By Carey Shoufler
The Advocate recently interviewed retired Government teacher and long-time Law Related Committee member, Cindy Wilson to get her perspective on the state of law related and civic education in Idaho.
Carey: Share a little about your background and experience as an educator.
Cindy: When I first began teaching in tiny Pierce, Idaho in 1984, I found a big hole in student understanding of how local and state government worked. So, we began taking an annual field trip to Boise each year to see the legislature in action. Students raised money all fall and then traveled to Boise for a 3 day stay in the spring. I couldn’t believe what a positive influence this had on students, many who had not ever left north central Idaho prior to their field trip. That field trip continued at Pierce School until the school closed, long after I left there.
When I moved to Orofino we got students involved in YMCA Youth Government. Students participated regionally and then traveled to Boise for the state convention. We had several students elected Youth Governor and Chief Justice which meant they traveled to the East Coast to meet with students from all over the United States.
It was when I was in Orofino that I first became involved with Law Related Education. In the fall of 2000, I attended a workshop on The Supreme Court and elections. While there I learned about the Mock Trial program and we created a team to compete. I saw students from our small community become passionate about civic knowledge and activity and realized the importance of teaching and encouraging them to become caring members of their community while still in high school.
There are so many organizations like the Law Foundation that work to increase resources for civics learning. One activity I remember fondly was our annual mock trial performance. Students from the high school presented a mock trial of Little Red Riding Hood. Junior high students were the jurors in the trial, and elementary students came to watch. The local courthouse opened a large courtroom for us; we had local media cover the trial, and it became quite popular amongst our students.
We also worked with the local county clerk to put together a get out the vote campaign. Students arranged rides to the polls for people and worked with our school buses to take voters from the local assisted living home to vote. On election day, students stood on street corners all around town with placards reminding people to vote. Afterward, the county clerk came into our classroom and congratulated students for getting involved and raising voter turnout that day.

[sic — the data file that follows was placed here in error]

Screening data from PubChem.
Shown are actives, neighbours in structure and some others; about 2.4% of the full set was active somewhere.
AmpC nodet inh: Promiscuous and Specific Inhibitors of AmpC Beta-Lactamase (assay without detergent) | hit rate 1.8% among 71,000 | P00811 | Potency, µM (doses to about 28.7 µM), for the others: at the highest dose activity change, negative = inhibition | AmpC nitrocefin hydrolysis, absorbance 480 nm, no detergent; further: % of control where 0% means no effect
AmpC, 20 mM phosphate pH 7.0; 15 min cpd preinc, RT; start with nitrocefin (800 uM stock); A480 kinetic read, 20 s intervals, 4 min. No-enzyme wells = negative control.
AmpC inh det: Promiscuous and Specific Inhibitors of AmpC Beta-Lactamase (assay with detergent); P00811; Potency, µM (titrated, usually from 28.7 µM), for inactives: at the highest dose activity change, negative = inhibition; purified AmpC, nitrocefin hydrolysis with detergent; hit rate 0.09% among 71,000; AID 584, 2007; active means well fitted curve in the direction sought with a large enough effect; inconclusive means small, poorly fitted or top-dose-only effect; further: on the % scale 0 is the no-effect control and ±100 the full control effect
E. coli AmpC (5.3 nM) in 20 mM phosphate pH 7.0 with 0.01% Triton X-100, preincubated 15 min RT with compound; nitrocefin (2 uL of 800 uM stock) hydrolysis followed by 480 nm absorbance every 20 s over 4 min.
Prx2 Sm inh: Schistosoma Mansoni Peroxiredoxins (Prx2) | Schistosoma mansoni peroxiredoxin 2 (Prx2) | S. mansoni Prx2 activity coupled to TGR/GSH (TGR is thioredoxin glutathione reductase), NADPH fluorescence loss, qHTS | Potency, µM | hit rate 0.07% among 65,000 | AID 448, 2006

Carey: Share about some of the ways you think our Law Related Education program helps/enhances civic education.
Cindy: Since my early days working with students and watching them get so excited about participating in civic activities and especially the connection they appreciated in how adults treated them when they were involved, I’ve recognized that we have to provide hands-on activities for students to learn about the U.S. Constitution. Once students get the bug and become passionate (and they all do – every single one of them!) we create lifelong active citizens who make better communities.
I love how the LRE program offers so many opportunities for students. For example, the Mock Trial program gives students a chance to not only learn about how the law and courtroom works, but also to practice it. There is no better learning! When students actually DO it, act as attorneys and witnesses, they understand it so much better. It creates a chance for them to learn information not out of a textbook, but by actually experiencing in a trial. It’s a well-known principle of great teaching that having an audience and an element of competition increases student learning. That’s what our mock trial program does.
Our 18 in Idaho magazine is my favorite way to introduce students to their local government. At the beginning of every school year, I always started with the magazine and let students read through how state and local laws affected them when they hit adulthood. They really enjoyed the layout and information of the magazine and many took them home to share with their parents. We continued to discuss what they had learned in that first lesson throughout the school year. I want every classroom to have a set of these magazines so students can learn and understand the law and how it relates to them.
Our Law Day Podcast Contest is giving students an opportunity to show off their technology skills and meet them where they are. The complete traditional research on a topic, interview their sources, and then use their creative energy to create a podcast that focuses on a topic. Again, this is pedagogically sound in that there is an element of competition, audience, and also creativity, all principles that engage students in learning. I’m especially excited about this year’s theme for the 100th anniversary of the 19th Amendment and voting right and hope every student in the state will participate in it! And they can win cash prizes!
Carey: In the last couple of years you’ve spent a lot of time traveling around the state. What are some things you’ve learned about what kinds of support the students and teachers of our state would like from a program like ours?